120mm mortar on M113 (Elbit, Soltam) – in use by Artillery Forces of the AFP.
Soltam M-71 Towed Howitzer – In use by Artillery Forces of the AFP.
Hermes 450 UAV– in use by Philippine Air Force.
Hermes 900 UAV -in use by Philippine Air Force.
Human Rights Violations
The Philippine National Police (PNP) is charged with maintaining internal security in most of the country and reports to the Department of the Interior. The Armed Forces of the Philippines (AFP), which reports to the Department of National Defense, is responsible for external security but also carries out domestic security functions in regions with a high incidence of conflict, particularly the Mindanao region. The two agencies share responsibility for counterterrorism and counterinsurgency operations. The PNP Special Action Force is responsible for urban counterterrorism operations.
President Duterte’s May 2017 declaration of martial law for the entire region of Mindanao and the Sulu Archipelago was extended until the end of the year, giving the military expanded powers in the area. Governors, mayors, and other local officials have considerable influence over local police units, including appointment of top departmental and municipal police officers and the provision of resources. The government continued to support and arm civilian militias. The AFP controlled Civilian Armed Force Geographical Units (CAFGUs), while Civilian Volunteer Organizations (CVOs)fell under PNP command. These paramilitary units often received minimal training and were poorly monitored and regulated. Some political families and clan leaders, particularly in Mindanao, maintained private armies and, at times, recruited CVO and CAFGU members into those armies.Philippines 2019 Human Rights Report- State.gov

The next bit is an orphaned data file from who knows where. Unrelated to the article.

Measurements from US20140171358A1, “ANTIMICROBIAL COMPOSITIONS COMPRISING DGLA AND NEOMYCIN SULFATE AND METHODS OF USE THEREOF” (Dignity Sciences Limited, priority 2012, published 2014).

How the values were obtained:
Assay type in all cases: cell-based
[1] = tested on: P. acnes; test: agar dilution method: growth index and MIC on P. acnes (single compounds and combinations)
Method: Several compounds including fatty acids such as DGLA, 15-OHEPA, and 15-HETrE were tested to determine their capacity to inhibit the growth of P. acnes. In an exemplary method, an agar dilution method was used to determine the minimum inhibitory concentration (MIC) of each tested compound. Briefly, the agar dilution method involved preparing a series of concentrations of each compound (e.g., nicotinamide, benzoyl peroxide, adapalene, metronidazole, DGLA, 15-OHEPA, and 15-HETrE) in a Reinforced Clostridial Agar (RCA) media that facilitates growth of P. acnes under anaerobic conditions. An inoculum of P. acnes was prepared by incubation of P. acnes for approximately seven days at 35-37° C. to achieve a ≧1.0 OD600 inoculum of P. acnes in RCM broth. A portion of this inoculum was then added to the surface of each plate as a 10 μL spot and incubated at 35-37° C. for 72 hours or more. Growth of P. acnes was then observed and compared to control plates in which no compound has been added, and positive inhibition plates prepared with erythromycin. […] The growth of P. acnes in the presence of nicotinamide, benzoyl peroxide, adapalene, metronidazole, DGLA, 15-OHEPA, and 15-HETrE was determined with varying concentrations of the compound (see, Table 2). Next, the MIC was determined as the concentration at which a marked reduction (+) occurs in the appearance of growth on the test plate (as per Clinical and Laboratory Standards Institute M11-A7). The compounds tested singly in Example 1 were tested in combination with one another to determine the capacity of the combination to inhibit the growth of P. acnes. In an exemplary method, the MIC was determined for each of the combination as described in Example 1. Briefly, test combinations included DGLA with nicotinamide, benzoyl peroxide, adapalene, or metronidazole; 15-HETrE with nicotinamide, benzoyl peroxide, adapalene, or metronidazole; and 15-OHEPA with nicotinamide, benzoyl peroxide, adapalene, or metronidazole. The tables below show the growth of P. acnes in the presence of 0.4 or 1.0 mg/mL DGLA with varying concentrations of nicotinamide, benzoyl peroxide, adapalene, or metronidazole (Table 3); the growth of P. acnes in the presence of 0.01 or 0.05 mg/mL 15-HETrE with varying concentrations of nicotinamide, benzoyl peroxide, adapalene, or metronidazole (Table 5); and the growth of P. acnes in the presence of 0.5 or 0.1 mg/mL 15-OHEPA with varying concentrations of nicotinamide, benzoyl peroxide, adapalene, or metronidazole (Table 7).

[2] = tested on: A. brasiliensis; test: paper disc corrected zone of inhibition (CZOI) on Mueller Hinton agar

Significant human rights issues included: unlawful or arbitrary killings, including extrajudicial killings, by and on behalf of the government and nonstate actors; reports of forced disappearance by and on behalf of the government and nonstate actors; torture by and on behalf of the government and nonstate actors; arbitrary detention by and on behalf of the government and nonstate actors; harsh and life-threatening prison conditions; arbitrary and unlawful interference with privacy; significant problems with the independence of the judiciary; the worst forms of restrictions on free expression and the press, including violence, threats of violence, and unjustified arrests or prosecutions of journalists, censorship, and the existence of criminal libel laws; corruption; and unlawful recruitment or use of child soldiers by terrorists and groups in rebellion against the government.Philippines 2019 Human Rights Report- State.gov
Since Duterte took office in 2016, at least 8,663 people have been killed in his “war on drugs,” according to a report by the Office of the High Commissioner for Human Rights. Philippines rights monitors and Human Rights Watch believe the actual number could be three times as high and may approach 30,000 between 2016-2019. Only a handful of prosecutions have made progress, and only one case implicating police has resulted in a conviction, OHCHR said.UN: Human Rights Council Should Act on Philippines
The UN Human Rights Office has also documented that, between 2015 and 2019, at least 248 human rights defenders, legal professionals, journalists and trade unionists have been killed in relation to their work.Annual report of the United Nations High Commissioner for Human Rights and reports of the Office of the High Commissioner and the Secretary-General: Situation of human rights in the Philippines The president increasingly threatened journalists who are critical of the government. Editor-in-Chief Maria Ressa and her news website Rappler, which reported extensively on killings and other human rights violations in the “war on drugs,” and a former Rappler reporter and board members, faced at least 10 politically motivated lawsuits. Websites of alternative media organizations were subjected to distributed denial of service (DDos) attacks that generated fake visits to these sites and rendered them inaccessible. At least two journalists received threats after being “red-tagged.” Media organizations said at least 15 journalists had been killed in work-related attacks under the Duterte administration since 2016.Everything you need to know about human rights in the Philippines: 2021